Taking its cue from recent scholarly work on the concept of time in African American literature, this essay argues that, while both James Baldwin and Malcolm X refuse gradualism and insist on “the now” as the moment of civil rights’ fulfillment, Baldwin also remains troubled by the narrowness assumed by a life, politics, or ethics limited to the present moment. In his engagement with Malcolm’s life and legacy—most notably in One Day, When I Was Lost, his screen adaptation of Malcolm’s autobiography—he works toward a temporal mode that would be both punctual and expansive. What he proposes as the operative time of chronoethics is an “untimely now”: he seeks to replace Malcolm’s unyielding punctuality with a different nowness, one that rejects both calls for “patience,” endemic to any politics that rests on the Enlightenment notion of “perfectibility,” and the breathless urgency that prevents the subject from seeing anything beyond the oppressive system he wants overthrown. Both thinkers find the promise of such untimeliness in their sojourns beyond the United States.

James Baldwin Review
A Military Tactic or Collateral Damage?
Abdulkarim Ekzayez and Ammar Sabouni

institutionalised, forming many credible organisations such as the Violations Documentation Center, the Syrian Network for Human Rights, and Lawyers and Doctors for Human Rights (LDHR). Collaboration between all actors in conflict settings is essential to document their lived experiences in light of these challenges in conducting research. Documenting experiences of humanitarian and public health practitioners is of special importance because, in these settings, they may be the only witnesses to crimes and atrocities. To draw lessons from these resource-limited and extreme

Journal of Humanitarian Affairs
Jenny M. James

This review article charts the general direction of scholarship in James Baldwin studies between the years 2015 and 2016, reflecting on important scholarly events and publications of the period and identifying notable trends in criticism. While these years witnessed a continuing interest in the relationship of Baldwin’s work to other authors and art forms as well as his transnational literary imagination, noted in previous scholarly reviews, three newly emergent trends are notable: an increased attention to Baldwin in journals primarily devoted to the study of literatures in English, a new wave of multidisciplinary studies of Baldwin, and a burgeoning archival turn in Baldwin criticism.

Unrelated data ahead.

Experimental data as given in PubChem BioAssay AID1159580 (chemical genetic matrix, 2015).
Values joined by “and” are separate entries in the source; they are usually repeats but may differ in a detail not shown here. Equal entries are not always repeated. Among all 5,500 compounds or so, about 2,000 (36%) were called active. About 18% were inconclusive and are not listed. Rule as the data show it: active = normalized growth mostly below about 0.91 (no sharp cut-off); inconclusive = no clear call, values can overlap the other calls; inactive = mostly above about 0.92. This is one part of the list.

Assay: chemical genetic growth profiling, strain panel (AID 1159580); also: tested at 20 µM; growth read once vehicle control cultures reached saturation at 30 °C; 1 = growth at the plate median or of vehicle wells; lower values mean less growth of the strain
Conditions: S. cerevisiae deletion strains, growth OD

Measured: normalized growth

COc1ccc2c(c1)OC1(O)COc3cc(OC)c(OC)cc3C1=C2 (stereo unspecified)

James Baldwin Review
Maureen Kelleher

James Baldwin’s arrest in Paris in December 1949 gave birth to his perfect storm. His ten days in Fresnes jail weakened him physically and emotionally. He made it out, but upon release he was mired in self-doubt and enveloped in a bout of depression. He returned to his hotel, ready to try to get back to his life, however daunting that effort would be. The hotelier’s demand that he settle his bill, and do it quickly, awakened his obsession with suicide. He simply could not handle one more obstacle in his path; he chose to kill himself in his room. Ironically, he saved his life when he jumped off a chair with a sheet around his neck. In a matter of seconds his death wish was replaced by his equally obsessive need to write, witness, think, party, drink, challenge, and love.

James Baldwin Review
Robert Z. Birdwell

Go Tell It on the Mountain sheds light on James Baldwin’s response to his Pentecostal religious inheritance. Baldwin writes protagonist John Grimes’s experience of “salvation” as an act of his own break with his past and the inauguration of a new vocation as authorial witness of his times. This break is premised on the experience of kairos, a form of time that was derived from Baldwin’s experience of Pentecostalism. Through John Grimes’s experience, Baldwin represents a break with the past that begins with the kairotic moment and progresses through the beginnings of self-love and the possibility of freedom enabled by this love. This essay contributes a new perspective on discussions of Baldwin’s representation of time and his relationship to Christianity.

James Baldwin Review